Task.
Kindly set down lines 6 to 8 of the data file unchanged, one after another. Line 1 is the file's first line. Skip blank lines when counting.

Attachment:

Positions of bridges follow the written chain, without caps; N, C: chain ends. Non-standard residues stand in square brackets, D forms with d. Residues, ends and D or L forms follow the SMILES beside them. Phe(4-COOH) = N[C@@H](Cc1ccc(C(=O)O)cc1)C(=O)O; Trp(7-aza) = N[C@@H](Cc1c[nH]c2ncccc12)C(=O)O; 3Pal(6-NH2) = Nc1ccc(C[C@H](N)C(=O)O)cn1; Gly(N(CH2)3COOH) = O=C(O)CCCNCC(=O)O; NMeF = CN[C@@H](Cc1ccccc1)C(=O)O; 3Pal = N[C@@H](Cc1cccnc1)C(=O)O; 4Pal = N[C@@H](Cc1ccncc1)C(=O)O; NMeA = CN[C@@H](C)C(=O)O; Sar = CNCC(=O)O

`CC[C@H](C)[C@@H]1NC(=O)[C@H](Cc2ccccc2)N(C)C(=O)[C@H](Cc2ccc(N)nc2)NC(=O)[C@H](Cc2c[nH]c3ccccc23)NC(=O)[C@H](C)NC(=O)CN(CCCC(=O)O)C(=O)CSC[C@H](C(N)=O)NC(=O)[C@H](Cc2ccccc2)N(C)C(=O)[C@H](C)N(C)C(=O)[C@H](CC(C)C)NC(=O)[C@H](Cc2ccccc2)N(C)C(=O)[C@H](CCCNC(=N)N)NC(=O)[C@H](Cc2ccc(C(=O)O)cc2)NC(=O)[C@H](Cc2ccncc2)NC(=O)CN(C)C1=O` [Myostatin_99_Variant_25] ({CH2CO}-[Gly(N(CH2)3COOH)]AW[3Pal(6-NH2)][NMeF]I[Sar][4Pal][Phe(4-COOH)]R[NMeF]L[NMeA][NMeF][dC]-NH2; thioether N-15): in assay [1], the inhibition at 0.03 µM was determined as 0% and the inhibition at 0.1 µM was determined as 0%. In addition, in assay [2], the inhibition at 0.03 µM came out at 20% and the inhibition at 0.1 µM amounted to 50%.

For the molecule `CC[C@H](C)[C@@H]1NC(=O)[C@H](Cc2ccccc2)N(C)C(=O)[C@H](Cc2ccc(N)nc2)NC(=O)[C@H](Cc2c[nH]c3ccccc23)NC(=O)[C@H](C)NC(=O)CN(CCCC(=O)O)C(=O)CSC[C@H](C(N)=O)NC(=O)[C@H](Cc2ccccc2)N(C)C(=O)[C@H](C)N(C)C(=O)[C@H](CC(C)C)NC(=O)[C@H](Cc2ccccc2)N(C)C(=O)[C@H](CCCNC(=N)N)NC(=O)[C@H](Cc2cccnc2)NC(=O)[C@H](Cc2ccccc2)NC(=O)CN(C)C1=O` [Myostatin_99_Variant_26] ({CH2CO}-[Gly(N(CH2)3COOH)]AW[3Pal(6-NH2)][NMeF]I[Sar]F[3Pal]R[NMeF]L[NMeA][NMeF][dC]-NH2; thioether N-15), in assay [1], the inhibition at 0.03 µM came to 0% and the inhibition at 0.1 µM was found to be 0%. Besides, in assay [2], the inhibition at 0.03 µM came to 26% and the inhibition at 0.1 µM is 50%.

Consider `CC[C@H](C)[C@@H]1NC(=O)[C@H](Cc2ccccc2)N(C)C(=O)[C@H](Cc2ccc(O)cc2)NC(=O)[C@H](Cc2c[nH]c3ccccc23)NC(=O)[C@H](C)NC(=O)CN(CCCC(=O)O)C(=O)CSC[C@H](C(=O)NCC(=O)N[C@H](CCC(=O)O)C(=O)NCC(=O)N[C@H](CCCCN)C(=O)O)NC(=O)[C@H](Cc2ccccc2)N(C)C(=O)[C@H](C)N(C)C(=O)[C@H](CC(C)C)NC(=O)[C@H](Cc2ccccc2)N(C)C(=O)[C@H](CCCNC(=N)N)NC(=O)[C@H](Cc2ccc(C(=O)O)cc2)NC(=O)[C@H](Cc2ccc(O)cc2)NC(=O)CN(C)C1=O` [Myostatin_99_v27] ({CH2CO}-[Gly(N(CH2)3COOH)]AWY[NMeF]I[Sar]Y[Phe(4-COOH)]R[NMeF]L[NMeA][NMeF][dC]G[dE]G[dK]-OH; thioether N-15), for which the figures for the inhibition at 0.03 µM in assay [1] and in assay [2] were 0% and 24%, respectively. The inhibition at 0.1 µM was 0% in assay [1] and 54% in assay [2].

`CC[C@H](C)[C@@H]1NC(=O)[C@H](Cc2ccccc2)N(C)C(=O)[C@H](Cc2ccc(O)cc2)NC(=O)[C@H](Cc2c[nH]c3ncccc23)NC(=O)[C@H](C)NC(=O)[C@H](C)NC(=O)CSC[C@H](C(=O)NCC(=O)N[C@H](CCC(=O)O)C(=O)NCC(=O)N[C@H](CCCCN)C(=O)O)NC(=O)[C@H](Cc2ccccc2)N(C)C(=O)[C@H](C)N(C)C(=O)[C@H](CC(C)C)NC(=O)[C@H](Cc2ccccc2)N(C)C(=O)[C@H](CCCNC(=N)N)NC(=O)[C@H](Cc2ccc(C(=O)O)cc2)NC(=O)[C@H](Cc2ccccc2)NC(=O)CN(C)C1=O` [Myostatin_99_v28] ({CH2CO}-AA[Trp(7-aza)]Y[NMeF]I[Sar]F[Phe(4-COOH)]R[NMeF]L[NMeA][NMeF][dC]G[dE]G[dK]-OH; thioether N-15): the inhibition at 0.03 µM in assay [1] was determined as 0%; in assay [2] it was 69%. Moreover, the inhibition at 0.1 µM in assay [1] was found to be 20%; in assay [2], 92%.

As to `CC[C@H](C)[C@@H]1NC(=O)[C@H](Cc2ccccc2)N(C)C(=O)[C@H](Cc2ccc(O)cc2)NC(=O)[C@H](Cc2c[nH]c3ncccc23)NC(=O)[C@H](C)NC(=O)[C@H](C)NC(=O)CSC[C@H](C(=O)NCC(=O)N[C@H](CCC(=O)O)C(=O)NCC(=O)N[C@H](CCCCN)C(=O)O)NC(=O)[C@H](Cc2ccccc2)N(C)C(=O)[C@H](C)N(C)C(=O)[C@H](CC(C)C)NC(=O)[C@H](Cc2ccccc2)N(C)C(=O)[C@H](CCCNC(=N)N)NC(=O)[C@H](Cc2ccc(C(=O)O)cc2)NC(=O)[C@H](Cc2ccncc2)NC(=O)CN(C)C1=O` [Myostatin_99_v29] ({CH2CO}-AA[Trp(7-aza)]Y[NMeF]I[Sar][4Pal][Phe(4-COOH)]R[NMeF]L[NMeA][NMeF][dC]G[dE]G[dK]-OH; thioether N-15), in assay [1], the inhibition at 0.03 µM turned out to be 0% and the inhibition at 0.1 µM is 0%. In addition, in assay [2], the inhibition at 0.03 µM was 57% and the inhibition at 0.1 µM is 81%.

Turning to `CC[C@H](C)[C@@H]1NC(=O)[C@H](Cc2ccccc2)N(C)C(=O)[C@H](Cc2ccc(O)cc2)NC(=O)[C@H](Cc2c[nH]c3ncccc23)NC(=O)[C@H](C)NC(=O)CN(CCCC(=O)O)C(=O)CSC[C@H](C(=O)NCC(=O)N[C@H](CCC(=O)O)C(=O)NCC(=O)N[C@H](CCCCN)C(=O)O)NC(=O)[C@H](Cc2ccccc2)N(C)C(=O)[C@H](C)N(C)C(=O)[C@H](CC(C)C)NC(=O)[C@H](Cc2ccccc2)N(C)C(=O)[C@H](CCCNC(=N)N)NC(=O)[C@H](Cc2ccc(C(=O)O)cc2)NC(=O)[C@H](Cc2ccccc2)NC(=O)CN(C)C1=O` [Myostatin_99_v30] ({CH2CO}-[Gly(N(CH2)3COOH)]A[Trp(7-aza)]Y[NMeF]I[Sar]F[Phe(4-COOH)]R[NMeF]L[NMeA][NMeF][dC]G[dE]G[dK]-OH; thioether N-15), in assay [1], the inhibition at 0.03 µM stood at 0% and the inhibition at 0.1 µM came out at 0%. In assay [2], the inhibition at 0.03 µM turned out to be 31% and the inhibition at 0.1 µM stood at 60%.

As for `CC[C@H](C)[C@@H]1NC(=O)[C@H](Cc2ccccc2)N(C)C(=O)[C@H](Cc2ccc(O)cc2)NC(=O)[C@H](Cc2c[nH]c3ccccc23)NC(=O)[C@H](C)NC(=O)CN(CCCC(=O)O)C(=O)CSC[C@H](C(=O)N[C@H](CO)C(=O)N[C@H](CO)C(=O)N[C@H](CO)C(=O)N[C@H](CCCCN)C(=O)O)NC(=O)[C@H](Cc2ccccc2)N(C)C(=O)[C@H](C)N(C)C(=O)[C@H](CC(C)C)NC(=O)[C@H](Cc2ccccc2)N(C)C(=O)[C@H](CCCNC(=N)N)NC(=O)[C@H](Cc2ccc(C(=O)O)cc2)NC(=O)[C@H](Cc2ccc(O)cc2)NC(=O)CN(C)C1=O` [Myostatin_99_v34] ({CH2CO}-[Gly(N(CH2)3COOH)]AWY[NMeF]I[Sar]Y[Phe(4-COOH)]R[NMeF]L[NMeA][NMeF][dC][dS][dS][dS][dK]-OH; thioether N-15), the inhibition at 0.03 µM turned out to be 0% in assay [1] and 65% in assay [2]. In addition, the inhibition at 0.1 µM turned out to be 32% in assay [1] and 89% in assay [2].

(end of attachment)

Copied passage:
As to `CC[C@H](C)[C@@H]1NC(=O)[C@H](Cc2ccccc2)N(C)C(=O)[C@H](Cc2ccc(O)cc2)NC(=O)[C@H](Cc2c[nH]c3ncccc23)NC(=O)[C@H](C)NC(=O)[C@H](C)NC(=O)CSC[C@H](C(=O)NCC(=O)N[C@H](CCC(=O)O)C(=O)NCC(=O)N[C@H](CCCCN)C(=O)O)NC(=O)[C@H](Cc2ccccc2)N(C)C(=O)[C@H](C)N(C)C(=O)[C@H](CC(C)C)NC(=O)[C@H](Cc2ccccc2)N(C)C(=O)[C@H](CCCNC(=N)N)NC(=O)[C@H](Cc2ccc(C(=O)O)cc2)NC(=O)[C@H](Cc2ccncc2)NC(=O)CN(C)C1=O` [Myostatin_99_v29] ({CH2CO}-AA[Trp(7-aza)]Y[NMeF]I[Sar][4Pal][Phe(4-COOH)]R[NMeF]L[NMeA][NMeF][dC]G[dE]G[dK]-OH; thioether N-15), in assay [1], the inhibition at 0.03 µM turned out to be 0% and the inhibition at 0.1 µM is 0%. In addition, in assay [2], the inhibition at 0.03 µM was 57% and the inhibition at 0.1 µM is 81%.

Turning to `CC[C@H](C)[C@@H]1NC(=O)[C@H](Cc2ccccc2)N(C)C(=O)[C@H](Cc2ccc(O)cc2)NC(=O)[C@H](Cc2c[nH]c3ncccc23)NC(=O)[C@H](C)NC(=O)CN(CCCC(=O)O)C(=O)CSC[C@H](C(=O)NCC(=O)N[C@H](CCC(=O)O)C(=O)NCC(=O)N[C@H](CCCCN)C(=O)O)NC(=O)[C@H](Cc2ccccc2)N(C)C(=O)[C@H](C)N(C)C(=O)[C@H](CC(C)C)NC(=O)[C@H](Cc2ccccc2)N(C)C(=O)[C@H](CCCNC(=N)N)NC(=O)[C@H](Cc2ccc(C(=O)O)cc2)NC(=O)[C@H](Cc2ccccc2)NC(=O)CN(C)C1=O` [Myostatin_99_v30] ({CH2CO}-[Gly(N(CH2)3COOH)]A[Trp(7-aza)]Y[NMeF]I[Sar]F[Phe(4-COOH)]R[NMeF]L[NMeA][NMeF][dC]G[dE]G[dK]-OH; thioether N-15), in assay [1], the inhibition at 0.03 µM stood at 0% and the inhibition at 0.1 µM came out at 0%. In assay [2], the inhibition at 0.03 µM turned out to be 31% and the inhibition at 0.1 µM stood at 60%.

As for `CC[C@H](C)[C@@H]1NC(=O)[C@H](Cc2ccccc2)N(C)C(=O)[C@H](Cc2ccc(O)cc2)NC(=O)[C@H](Cc2c[nH]c3ccccc23)NC(=O)[C@H](C)NC(=O)CN(CCCC(=O)O)C(=O)CSC[C@H](C(=O)N[C@H](CO)C(=O)N[C@H](CO)C(=O)N[C@H](CO)C(=O)N[C@H](CCCCN)C(=O)O)NC(=O)[C@H](Cc2ccccc2)N(C)C(=O)[C@H](C)N(C)C(=O)[C@H](CC(C)C)NC(=O)[C@H](Cc2ccccc2)N(C)C(=O)[C@H](CCCNC(=N)N)NC(=O)[C@H](Cc2ccc(C(=O)O)cc2)NC(=O)[C@H](Cc2ccc(O)cc2)NC(=O)CN(C)C1=O` [Myostatin_99_v34] ({CH2CO}-[Gly(N(CH2)3COOH)]AWY[NMeF]I[Sar]Y[Phe(4-COOH)]R[NMeF]L[NMeA][NMeF][dC][dS][dS][dS][dK]-OH; thioether N-15), the inhibition at 0.03 µM turned out to be 0% in assay [1] and 65% in assay [2]. In addition, the inhibition at 0.1 µM turned out to be 32% in assay [1] and 89% in assay [2].